View Full Version : Rods Magnolia

04-29-2004, 11:24 AM
Hi, my first visit here, so let me introduce myself, I'm Kev, and I'm pleased to met you all.

I have come with a gift. Here is my very first acrylic, I normally do watercolour although I have dabbled with pastels.


C&C's are very welcome. It is 14inx10in on 140lb watercolour paper. I used Reeves paints.................I know don't all shout at once, they were cheap and I've spent a fortune on watercolour stuff. I just wanted to try it out to see if I liked it.

Anyway the painting is from a lesson that Rod (one of the moderators in the watercolour forum did) I did the lesson a while back and thought that it would be a good idea to paint something familiar for my first try.

It is supposed to have a plain background but I was just playing around. Anyway I liked it so I have gone out and bought some WN artists paints and will have another bash.

I do need help though, are there any threads you guys have saved that are of interest to newbies like me.

.......................and I have one question, people mention wood and hardboard grounds, can I use MDF?

04-29-2004, 05:23 PM
Hi Kev, I dont have a clue as to the questions you asked :p because I am kinda new to acrylics also, just wanted to say welcome.

Charlie's Mum
04-29-2004, 05:27 PM
Hi Kev - from a very wet Tyneside!
Can't see any reason why you can't use MDF - I like it better than hardboard - prime the same way and off you go! :D
PS - sorry, thanks for the flower! It's very bold and an unusual setting for a magnolia - well, most of them are in urban gardens that I see!!!
How did you cope with blending - different from wcs ain't it?!
Look forward to seeing more. :)

04-29-2004, 07:18 PM
From the land of Magnolias....WHAT kind of flower is that???
(That is no ordinary Southern Magnolia.)

Welcome! I haven't been here long either, but I'm enthusiastic!

04-29-2004, 10:53 PM
Very nice!! I LIKE IT!!

04-30-2004, 03:11 AM
Hi all and thanks for looking and commenting.

Maureen thanks for the reply about MDF, I just thought that if I were to round over the edge with a router and the paint, the need for framing vanishes, along with the cost. And YES blending is nothing like watercolour.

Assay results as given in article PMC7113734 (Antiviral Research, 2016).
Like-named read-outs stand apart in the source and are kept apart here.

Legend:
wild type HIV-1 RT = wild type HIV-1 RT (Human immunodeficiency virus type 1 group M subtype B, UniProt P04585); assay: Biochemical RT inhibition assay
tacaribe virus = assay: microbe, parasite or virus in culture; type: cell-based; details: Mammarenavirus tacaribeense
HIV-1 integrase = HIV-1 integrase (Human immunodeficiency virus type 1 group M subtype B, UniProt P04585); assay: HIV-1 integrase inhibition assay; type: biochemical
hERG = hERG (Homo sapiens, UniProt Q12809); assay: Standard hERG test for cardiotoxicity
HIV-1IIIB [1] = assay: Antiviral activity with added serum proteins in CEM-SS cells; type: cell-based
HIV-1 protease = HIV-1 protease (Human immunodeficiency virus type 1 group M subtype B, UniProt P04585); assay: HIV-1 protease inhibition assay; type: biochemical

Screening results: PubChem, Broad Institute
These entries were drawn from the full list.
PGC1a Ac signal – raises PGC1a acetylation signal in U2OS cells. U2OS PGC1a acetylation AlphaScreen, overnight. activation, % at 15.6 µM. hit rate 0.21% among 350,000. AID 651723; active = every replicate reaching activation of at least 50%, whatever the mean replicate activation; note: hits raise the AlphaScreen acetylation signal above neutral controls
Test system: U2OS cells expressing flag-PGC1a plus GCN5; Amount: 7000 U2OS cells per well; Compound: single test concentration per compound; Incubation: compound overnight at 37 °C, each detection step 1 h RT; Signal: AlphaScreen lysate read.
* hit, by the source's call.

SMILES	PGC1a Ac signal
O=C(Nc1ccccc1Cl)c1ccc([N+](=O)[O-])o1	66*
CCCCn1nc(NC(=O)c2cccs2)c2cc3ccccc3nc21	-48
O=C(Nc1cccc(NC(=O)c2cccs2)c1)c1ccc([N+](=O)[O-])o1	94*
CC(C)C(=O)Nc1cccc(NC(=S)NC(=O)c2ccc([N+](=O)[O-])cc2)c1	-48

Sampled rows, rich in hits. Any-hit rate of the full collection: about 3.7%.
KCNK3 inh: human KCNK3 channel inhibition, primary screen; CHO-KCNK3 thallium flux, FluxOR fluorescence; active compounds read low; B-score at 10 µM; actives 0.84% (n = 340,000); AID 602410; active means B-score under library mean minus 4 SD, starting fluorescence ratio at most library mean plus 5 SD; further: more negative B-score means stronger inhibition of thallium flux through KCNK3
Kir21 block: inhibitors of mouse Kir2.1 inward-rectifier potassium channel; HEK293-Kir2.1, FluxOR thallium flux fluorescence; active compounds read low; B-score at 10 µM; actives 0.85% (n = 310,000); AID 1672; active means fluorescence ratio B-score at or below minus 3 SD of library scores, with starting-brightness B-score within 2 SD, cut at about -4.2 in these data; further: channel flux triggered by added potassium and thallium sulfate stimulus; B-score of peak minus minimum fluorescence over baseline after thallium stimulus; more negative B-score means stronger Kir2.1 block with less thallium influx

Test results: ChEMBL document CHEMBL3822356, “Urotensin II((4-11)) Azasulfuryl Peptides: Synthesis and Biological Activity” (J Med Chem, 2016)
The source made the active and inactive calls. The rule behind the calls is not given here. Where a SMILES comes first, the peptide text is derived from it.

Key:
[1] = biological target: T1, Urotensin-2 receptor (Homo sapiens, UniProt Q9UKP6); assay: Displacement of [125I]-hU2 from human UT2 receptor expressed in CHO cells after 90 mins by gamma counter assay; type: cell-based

Terri the magnolia is based on a lesson from Rob Webb, he hails from New Zealand. The lesson can be seen here. HERE (http://www.wetcanvas.com/ArtSchool/Watercolors/RodWebb/Magnolias/)

Marty C
04-30-2004, 09:36 AM
Hi Kev,
Nice work, good strong colour making a bold statement. I'm glad you have been sufficiently inspired to continue with acrylics, once mastered they are very satisfying. Blending seems to be the hardest obstacle but as in anything practice makes perfect.
In relation to MDF, I used it for the first two years I painted as it was cheap and easy to obtain. Some people apply gesso to both sides to avoid warping. Larger sizes need reinforcing on the back to avoid warping. I'm not sure as to the archival properties but I suspect it to be less than masonite, but if you are not after museum quality then don't worry too much. I use canvas now due to it's much lighter weight for the equivalent size and if using gallery wrap no frame is required.

04-30-2004, 09:42 AM
Thanks Marty, as a person who has only used paper to paint on I must ask the question, 'What on earth is gallery wrap'.

Marty C
04-30-2004, 09:55 AM
Hi Kev,
Gallery wrap canvas is canvas stretched over a wooden frame (a stretcher is the pro version, it can be re-tensioned to remove any wrinkles which appear over time) or a stressor which is what I normally use. The edges can be and often are painted so that no framing is required. I have done an article in studio tips on how to make and prepare one. You can find it on this thread if you are interested.

04-30-2004, 11:11 AM
Great, thanks Marty, that looks great, pop it striaght into my favorites.

I just luv this place.